David Dominique, assistant professor of music at William & Mary, has been awarded the 2022 John Simon Guggenheim Memorial Foundation Fellowship in Music Composition.
Dominique’s fellowship is one of 13 awards given this year in the area of music composition.
“David has earned considerable awards and fellowships for his research and compositions, but the Guggenheim Fellowship honors both his current body of work and the exceptional potential of the work yet to come,” said W&M Provost Peggy Agouris. “William & Mary is honored not only by this well-deserved and prestigious accomplishment, but also through Professor Dominique’s commitment and mentorship of his students.”
Guggenheim fellows are appointed on the basis of distinguished achievement in the past and exceptional promise for future accomplishment. In total, 180 fellowships were awarded to a diverse group of scholars, artists and scientist selected from almost 2,500 applicants from the U.S. and Canada as part of the Foundation’s 97th competition.
Currently serving as a fellow at Harvard Radcliffe Institute, Dominique said he was elated and humbled to receive the Guggenheim fellowship.
“The Guggenheim Fellowship is special because it’s a once in a lifetime award,” Dominique said.
Dominique is a Richmond-based composer, performer and music theorist. His compositional works include contemporary chamber music, jazz, electroacoustic music, installation, rock and theater. He has written numerous pieces of contemporary classical music for various performers.
Much of Dominique’s recent music has been written for a jazz octet, including the albums “Mask” in 2018 and “Ritual” in 2013, which are collections of compositions for saxophone, flute, violin, viola, clarinet, bass clarinet, valve trombone/flugabone, electric guitar, electronics, bass and drums. Dominique has also composed and conducted theater works, including a live score for the Los Angeles production of “Starcrosser’s Cut” in 2013.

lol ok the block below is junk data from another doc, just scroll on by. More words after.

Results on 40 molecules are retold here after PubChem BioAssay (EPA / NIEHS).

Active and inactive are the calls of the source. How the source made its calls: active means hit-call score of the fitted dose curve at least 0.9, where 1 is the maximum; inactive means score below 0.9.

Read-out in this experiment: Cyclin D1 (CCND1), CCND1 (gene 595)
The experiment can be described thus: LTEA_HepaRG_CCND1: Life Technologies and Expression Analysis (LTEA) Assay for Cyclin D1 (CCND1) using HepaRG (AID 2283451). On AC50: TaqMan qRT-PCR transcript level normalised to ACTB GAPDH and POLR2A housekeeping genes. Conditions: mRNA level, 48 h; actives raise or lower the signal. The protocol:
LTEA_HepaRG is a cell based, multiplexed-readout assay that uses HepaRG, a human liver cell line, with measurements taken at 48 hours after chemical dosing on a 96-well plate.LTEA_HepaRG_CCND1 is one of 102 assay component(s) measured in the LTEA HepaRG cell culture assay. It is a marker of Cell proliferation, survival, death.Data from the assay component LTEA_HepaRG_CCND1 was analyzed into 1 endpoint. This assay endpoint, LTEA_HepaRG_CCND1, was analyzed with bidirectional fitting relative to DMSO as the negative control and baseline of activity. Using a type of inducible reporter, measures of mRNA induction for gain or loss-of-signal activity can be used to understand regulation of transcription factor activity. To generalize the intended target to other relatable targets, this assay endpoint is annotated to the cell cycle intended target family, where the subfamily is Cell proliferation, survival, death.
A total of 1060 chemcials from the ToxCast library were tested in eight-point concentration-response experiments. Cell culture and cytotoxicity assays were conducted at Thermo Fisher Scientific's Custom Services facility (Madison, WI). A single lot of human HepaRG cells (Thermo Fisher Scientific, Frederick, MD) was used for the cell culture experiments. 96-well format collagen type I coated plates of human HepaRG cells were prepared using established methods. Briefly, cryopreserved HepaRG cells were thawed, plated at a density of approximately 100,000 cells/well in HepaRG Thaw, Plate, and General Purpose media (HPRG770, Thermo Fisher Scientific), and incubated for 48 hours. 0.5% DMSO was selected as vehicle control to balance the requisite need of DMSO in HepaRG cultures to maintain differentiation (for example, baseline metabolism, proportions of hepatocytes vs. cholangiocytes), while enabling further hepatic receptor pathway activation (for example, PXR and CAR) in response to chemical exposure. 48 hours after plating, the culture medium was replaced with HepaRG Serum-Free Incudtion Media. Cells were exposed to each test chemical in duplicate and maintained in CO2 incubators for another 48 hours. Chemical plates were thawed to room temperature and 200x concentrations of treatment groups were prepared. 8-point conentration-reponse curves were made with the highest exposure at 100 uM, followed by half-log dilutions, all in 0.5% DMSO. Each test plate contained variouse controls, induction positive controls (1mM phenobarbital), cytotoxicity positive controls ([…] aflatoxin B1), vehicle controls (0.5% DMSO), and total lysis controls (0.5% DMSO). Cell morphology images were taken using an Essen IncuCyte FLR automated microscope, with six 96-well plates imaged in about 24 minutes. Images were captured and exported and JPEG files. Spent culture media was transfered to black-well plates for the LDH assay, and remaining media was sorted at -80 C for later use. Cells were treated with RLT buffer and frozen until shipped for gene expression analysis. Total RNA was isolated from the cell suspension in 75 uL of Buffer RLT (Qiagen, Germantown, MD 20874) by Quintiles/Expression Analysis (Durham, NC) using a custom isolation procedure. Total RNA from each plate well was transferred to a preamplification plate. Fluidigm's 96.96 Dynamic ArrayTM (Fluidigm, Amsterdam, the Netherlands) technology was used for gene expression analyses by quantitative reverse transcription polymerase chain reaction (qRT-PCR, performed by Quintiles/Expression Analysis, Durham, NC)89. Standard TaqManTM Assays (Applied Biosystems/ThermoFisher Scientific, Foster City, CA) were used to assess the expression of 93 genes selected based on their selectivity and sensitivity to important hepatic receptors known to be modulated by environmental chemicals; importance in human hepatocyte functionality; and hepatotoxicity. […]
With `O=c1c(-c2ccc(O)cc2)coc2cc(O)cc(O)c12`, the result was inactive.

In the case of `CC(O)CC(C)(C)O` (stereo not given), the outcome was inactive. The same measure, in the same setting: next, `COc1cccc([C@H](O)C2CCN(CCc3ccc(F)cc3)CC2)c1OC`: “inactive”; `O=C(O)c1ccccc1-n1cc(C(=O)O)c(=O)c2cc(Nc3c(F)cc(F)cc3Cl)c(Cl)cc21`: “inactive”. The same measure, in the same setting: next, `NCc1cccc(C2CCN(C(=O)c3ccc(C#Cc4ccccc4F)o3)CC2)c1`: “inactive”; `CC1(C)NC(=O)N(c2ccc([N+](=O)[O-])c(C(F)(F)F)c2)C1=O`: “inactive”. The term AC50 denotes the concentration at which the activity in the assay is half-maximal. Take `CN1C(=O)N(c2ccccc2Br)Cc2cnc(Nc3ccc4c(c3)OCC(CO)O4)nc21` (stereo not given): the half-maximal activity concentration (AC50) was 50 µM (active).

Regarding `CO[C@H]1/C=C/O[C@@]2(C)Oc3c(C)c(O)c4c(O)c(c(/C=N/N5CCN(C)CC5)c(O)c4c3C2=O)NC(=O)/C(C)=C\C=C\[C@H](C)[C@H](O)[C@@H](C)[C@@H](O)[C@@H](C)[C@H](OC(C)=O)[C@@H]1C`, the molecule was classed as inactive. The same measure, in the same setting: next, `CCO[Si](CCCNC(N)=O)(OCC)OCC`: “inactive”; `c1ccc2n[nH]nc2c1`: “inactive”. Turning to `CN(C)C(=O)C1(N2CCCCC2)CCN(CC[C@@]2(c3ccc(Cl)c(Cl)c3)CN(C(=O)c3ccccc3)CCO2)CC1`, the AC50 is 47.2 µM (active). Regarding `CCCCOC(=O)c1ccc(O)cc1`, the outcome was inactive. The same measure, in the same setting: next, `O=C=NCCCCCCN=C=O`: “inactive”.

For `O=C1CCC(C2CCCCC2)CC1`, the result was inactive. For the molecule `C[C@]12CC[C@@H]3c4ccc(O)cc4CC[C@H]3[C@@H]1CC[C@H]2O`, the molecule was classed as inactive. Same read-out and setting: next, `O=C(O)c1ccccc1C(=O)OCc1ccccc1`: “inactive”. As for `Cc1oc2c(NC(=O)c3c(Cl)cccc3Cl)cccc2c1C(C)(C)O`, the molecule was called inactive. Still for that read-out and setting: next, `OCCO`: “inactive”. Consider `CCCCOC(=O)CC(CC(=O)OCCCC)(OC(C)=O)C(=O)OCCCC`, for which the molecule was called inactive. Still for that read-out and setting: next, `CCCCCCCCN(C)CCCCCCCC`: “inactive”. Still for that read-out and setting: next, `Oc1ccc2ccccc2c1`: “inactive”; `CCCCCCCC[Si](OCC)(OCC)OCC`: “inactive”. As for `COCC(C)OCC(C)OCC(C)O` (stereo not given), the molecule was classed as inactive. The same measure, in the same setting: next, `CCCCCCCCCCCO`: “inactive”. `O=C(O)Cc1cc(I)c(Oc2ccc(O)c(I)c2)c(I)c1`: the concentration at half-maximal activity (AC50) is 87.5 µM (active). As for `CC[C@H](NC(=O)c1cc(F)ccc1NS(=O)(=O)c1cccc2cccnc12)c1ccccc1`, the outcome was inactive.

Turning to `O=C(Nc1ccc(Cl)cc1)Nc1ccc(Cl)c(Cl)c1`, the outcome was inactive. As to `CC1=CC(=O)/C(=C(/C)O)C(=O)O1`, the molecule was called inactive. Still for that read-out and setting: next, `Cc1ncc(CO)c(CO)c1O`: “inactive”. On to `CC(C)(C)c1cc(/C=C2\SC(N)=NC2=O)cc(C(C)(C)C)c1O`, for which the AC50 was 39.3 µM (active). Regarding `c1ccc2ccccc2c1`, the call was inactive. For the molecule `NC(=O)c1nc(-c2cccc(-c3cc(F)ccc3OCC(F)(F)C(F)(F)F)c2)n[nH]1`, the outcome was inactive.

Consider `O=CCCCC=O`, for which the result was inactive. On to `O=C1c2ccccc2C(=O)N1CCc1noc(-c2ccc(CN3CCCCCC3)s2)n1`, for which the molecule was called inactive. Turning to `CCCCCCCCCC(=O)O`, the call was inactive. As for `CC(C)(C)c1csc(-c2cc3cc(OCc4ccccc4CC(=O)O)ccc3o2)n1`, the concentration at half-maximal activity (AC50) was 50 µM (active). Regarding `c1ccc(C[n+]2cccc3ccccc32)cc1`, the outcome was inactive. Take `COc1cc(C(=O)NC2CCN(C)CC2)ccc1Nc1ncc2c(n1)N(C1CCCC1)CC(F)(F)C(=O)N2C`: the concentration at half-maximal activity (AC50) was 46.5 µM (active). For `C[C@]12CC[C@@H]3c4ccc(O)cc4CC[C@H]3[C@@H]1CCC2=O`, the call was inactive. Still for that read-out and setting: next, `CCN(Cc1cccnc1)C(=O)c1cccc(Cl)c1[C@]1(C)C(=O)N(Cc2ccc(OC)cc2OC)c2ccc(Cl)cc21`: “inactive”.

For his compositions and research, Dominique has received awards and fellowships from the Mellon Foundation, the American Music Center, the Max Kade Foundation, California State University, Brandeis University, William & Mary, New Music USA, MacDowell, Yaddo, the Bogliasco Foundation and the Virginia Center for the Creative Arts.
Dominique is currently working with poet, essayist and fiction writer Roger Reeves on a multimedia opera about historical revolts and the contemporary politics of Richmond. The project combines his journalistic writing about social justice issues for Richmond publications RVA Magazine and Style Weekly with jazz, electronic music, Black theory and poetry.
“Getting an award like this increases visibility and comes with responsibility to revisit the core of my values and try to produce something that is rich, unique and provocative,” Dominique said. “I hope to use this opportunity and the project to create unexpected and unusual connections of subject matter and aesthetics.”
Dominique said the Guggenheim also will provide him time and money to work on the multimedia piece.
“The time this fellowship affords me to work on the opera will be invaluable,” Dominique said. “The project is research-based and includes fictionalization of court documents and newspaper articles from the early 19th century, as well as contemporary media from Richmond’s 2020 uprising. Poring through that material and recontextualizing it is a time-consuming process with almost infinite possibilities.
“The Guggenheim will also provide me the funding to accomplish various tasks associated with the work, include procuring and editing video content for some media elements.”
Dominique is the eighth William & Mary professor to receive the John Simon Guggenheim Memorial Foundation Fellowship. Former recipients are Professors Ronald Schechter (Intellectual and Cultural History, 2019); Susan Verdi-Webster (Fine Arts Research, 2011); Sean Keilen (English, 2008); Nikos Chrisochoides (Computer Science, 2007); Barbara King (Anthropology, 2002); Talbot Taylor (English, 1994); and James Axtell (History, 1981).
Since its establishment in 1925, the Guggenheim Foundation has granted more than $400 million in fellowships to more than 18,000 individuals, among whom are scores of Nobel laureates, members of all the national academies, winners of the Pulitzer Prize, Fields Medal, Turing Award, Bancroft Prize, National Book Award and other internationally recognized honors.
The full list of 2022 fellows may be viewed at http://www.gf.org.
Jennifer L. Williams, Communications Specialist